Photo Credit:

In the fifth bracha of the Shemoneh Esrei, we ask Hashem, “Hashiveinu Avinu l’Sorosecha – Return us, Our Father, to Your Torah.” Since in the previous blessing we asked for knowledge, the first pursuit for which we want to use our knowledge is to study Torah, for Torah is the very purpose of our existence. As Reb Yochanan says in Pirkei Avos, “Ki l’kach notzorta – For This (the Torah) you were created.”

We say “Return us to Your Torah.” The Olas Tamid and Rav Eliyahu Lopian, zt”l, zy”a, both explain this with the Gemara in Niddah which informs us that when we are in our mother’s womb, an angel comes and teaches us the entire Torah. When we are born, that malach strikes us above our lip and the Torah is removed from our conscious thought. However, the potential lies dormant within us, and we ask Hashem to restore it, with our efforts, to our consciousness. The reason why we refer to Hashem here as ‘Our Father’ is because just like a father must teach his son Torah, so too we ask Our Father in Heaven to aid us in recovering our portion of His Torah.


We need specially to ask Hashem to assist us in our Torah efforts for there is nothing that the yeitzer hara, the evil inclination, tries to stop us from accomplishing more than the study of Torah. This is because the Torah is the nemesis of the yeitzer hara. As the Gemara in Kiddushin informs us, “Barasi yeitzer hara, barasi Torah tavlin la – I (Hashem) created the evil inclination, and I created the Torah as an antidote to it.” So, the evil one tries mightily to impede us from Torah success.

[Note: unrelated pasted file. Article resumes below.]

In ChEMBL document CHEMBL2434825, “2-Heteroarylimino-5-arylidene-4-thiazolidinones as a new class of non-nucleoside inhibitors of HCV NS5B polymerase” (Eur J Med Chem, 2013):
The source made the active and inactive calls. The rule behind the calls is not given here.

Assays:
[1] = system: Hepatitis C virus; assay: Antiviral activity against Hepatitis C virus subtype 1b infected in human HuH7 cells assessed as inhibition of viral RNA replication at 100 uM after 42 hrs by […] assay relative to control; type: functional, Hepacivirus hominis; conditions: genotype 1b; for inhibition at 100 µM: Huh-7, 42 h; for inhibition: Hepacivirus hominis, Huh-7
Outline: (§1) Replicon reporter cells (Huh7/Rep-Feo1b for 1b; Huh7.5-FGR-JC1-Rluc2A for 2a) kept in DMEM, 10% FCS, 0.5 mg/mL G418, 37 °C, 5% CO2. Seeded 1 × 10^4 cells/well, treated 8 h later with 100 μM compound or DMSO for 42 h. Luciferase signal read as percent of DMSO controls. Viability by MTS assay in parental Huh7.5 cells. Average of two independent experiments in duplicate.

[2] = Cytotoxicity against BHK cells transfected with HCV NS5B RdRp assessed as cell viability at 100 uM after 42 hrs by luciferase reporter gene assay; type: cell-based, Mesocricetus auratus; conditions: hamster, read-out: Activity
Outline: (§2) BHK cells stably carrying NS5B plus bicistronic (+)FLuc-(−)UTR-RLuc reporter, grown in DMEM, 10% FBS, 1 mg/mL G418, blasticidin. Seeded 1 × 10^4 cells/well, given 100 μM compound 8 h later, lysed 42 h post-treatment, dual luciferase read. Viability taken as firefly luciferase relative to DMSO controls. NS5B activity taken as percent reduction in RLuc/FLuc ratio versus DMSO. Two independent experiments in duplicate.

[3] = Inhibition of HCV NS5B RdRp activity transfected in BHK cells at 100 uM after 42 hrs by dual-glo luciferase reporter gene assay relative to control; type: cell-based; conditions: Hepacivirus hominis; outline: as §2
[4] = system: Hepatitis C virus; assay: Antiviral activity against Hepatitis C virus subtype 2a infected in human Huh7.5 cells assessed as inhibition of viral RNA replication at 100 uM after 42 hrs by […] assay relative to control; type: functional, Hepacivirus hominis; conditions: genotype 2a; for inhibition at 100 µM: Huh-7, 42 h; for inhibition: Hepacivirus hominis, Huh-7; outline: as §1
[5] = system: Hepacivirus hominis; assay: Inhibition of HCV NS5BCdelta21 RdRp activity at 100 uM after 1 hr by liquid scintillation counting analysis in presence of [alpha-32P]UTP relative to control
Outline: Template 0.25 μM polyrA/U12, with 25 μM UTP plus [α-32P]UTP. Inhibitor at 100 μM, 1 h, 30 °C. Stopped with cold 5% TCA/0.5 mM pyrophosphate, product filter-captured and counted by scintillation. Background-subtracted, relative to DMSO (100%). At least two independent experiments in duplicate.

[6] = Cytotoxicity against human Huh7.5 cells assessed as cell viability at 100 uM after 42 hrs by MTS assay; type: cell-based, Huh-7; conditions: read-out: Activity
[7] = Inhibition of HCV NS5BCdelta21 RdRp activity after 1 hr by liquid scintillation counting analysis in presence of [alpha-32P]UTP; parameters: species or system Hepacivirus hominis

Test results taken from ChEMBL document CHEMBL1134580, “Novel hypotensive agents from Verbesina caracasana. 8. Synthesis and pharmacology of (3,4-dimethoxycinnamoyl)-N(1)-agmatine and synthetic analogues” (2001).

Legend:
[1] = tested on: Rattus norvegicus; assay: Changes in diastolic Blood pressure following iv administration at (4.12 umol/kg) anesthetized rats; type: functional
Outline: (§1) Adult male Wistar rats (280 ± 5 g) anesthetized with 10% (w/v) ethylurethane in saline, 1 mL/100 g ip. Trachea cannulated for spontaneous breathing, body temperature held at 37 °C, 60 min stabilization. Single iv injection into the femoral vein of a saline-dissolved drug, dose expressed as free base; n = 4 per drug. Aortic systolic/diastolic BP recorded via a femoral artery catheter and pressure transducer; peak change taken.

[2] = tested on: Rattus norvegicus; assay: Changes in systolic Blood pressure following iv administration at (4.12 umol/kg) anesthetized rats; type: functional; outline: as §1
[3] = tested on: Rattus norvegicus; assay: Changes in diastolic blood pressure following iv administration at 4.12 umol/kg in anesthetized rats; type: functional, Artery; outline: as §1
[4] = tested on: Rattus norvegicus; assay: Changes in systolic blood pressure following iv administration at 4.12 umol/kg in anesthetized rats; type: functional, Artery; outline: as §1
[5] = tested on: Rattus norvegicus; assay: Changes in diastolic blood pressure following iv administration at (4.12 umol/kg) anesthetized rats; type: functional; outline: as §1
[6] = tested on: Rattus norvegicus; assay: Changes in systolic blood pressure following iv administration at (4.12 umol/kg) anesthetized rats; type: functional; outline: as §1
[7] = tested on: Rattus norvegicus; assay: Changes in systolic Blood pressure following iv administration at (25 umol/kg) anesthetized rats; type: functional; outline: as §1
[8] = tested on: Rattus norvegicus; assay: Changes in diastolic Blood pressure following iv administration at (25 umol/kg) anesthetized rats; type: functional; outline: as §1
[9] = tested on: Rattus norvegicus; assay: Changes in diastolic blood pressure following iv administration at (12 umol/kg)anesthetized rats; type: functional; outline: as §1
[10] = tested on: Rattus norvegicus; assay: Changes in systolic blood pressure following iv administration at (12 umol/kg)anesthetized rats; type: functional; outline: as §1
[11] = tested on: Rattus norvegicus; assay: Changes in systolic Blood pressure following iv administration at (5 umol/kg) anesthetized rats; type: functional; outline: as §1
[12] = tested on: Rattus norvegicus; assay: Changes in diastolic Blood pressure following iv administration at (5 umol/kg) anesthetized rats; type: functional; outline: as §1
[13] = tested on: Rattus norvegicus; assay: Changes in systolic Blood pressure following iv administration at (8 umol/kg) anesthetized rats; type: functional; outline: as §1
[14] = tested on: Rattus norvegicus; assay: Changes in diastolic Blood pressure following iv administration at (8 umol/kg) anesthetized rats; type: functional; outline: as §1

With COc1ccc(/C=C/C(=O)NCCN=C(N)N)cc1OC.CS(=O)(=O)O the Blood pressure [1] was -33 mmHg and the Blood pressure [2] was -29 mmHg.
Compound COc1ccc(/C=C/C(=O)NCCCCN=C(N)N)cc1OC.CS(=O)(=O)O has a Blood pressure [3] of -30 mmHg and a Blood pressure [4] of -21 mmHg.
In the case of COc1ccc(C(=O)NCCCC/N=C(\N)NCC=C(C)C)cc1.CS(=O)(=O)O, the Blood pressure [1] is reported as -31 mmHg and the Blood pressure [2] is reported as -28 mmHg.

Once we succeed on a path of Torah study, the Torah then brings us closer to Hashem as we are taught, “Kudsha brich Hu v’Oraisa chad hu – Hashem and the Torah are one.” It also leads us to follow up our study with concrete actions, as we are taught, “Gadol hatalmud she’hatalmud meivi lidei maisa – Great is learning for learning leads to action.” Therefore, it follows naturally that our next request within this bracha is, “V’karveinu Malkeinu la’avodosecha – And bring us close, Our King, to Your service.” Here, we refer to Hashem as Our King for a subject serves his king. We should have in mind when we say this, that when we do the mitzvos, we have Hashem in mind and not just do them by rote, out of habit and social pressure. The Olas Tamid adds that avodah also refers especially to prayer. As the Gemara says, “Eizhu avodah shehi b’lev? Hevei omer zu tefillah.” What is the service of the heart? We conclude that it is prayer. And we are therefore supplicating to Hashem that our prayer service should be a connecting one with Hashem and not merely lip service.

The final petition of this blessing is, “V’hachazireinu bi’s’shuva shleima l’fonecha – Return us in perfect repentance before You.” I had a very basic question on the order of this blessing. We know that we are taught, “Sur meirah v’asei tov – Turn away from evil and perform good.” The order and sequence of the business of spiritually is to first purge the evil and then embark on the good. So why, in this blessing, do we first ask Hashem to bring us close to do his mitzvos and then to do a full repentance of our sins. Shouldn’t we reverse the order? I’d like to suggest the following explanation. If you notice, we ask Hashem to help us with a perfect repentance.